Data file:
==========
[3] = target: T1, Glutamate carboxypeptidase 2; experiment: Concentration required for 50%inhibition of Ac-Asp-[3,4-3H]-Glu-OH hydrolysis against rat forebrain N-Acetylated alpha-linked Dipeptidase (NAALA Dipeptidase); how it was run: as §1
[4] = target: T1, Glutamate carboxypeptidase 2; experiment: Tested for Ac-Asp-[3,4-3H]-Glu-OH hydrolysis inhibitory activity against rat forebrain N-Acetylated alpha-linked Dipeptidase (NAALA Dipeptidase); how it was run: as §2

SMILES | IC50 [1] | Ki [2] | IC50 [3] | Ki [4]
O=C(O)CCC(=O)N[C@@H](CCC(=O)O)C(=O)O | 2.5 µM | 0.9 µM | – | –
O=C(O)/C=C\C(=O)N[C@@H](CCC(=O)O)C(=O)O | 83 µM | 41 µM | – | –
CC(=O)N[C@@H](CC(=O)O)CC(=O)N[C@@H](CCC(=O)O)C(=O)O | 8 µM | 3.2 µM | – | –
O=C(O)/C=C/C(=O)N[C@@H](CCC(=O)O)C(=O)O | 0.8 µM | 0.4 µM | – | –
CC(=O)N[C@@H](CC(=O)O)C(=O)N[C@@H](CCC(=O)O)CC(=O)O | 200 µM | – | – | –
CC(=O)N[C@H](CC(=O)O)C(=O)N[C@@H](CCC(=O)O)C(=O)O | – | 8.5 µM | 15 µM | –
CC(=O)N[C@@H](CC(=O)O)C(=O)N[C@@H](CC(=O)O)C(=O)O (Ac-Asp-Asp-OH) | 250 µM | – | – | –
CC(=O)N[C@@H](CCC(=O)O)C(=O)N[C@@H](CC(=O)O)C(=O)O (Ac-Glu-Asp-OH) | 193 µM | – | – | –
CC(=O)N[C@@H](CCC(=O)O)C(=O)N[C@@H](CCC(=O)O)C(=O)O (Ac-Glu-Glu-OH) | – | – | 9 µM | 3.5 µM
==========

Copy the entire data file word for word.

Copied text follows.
[3] = target: T1, Glutamate carboxypeptidase 2; experiment: Concentration required for 50%inhibition of Ac-Asp-[3,4-3H]-Glu-OH hydrolysis against rat forebrain N-Acetylated alpha-linked Dipeptidase (NAALA Dipeptidase); how it was run: as §1
[4] = target: T1, Glutamate carboxypeptidase 2; experiment: Tested for Ac-Asp-[3,4-3H]-Glu-OH hydrolysis inhibitory activity against rat forebrain N-Acetylated alpha-linked Dipeptidase (NAALA Dipeptidase); how it was run: as §2

SMILES | IC50 [1] | Ki [2] | IC50 [3] | Ki [4]
O=C(O)CCC(=O)N[C@@H](CCC(=O)O)C(=O)O | 2.5 µM | 0.9 µM | – | –
O=C(O)/C=C\C(=O)N[C@@H](CCC(=O)O)C(=O)O | 83 µM | 41 µM | – | –
CC(=O)N[C@@H](CC(=O)O)CC(=O)N[C@@H](CCC(=O)O)C(=O)O | 8 µM | 3.2 µM | – | –
O=C(O)/C=C/C(=O)N[C@@H](CCC(=O)O)C(=O)O | 0.8 µM | 0.4 µM | – | –
CC(=O)N[C@@H](CC(=O)O)C(=O)N[C@@H](CCC(=O)O)CC(=O)O | 200 µM | – | – | –
CC(=O)N[C@H](CC(=O)O)C(=O)N[C@@H](CCC(=O)O)C(=O)O | – | 8.5 µM | 15 µM | –
CC(=O)N[C@@H](CC(=O)O)C(=O)N[C@@H](CC(=O)O)C(=O)O (Ac-Asp-Asp-OH) | 250 µM | – | – | –
CC(=O)N[C@@H](CCC(=O)O)C(=O)N[C@@H](CC(=O)O)C(=O)O (Ac-Glu-Asp-OH) | 193 µM | – | – | –
CC(=O)N[C@@H](CCC(=O)O)C(=O)N[C@@H](CCC(=O)O)C(=O)O (Ac-Glu-Glu-OH) | – | – | 9 µM | 3.5 µM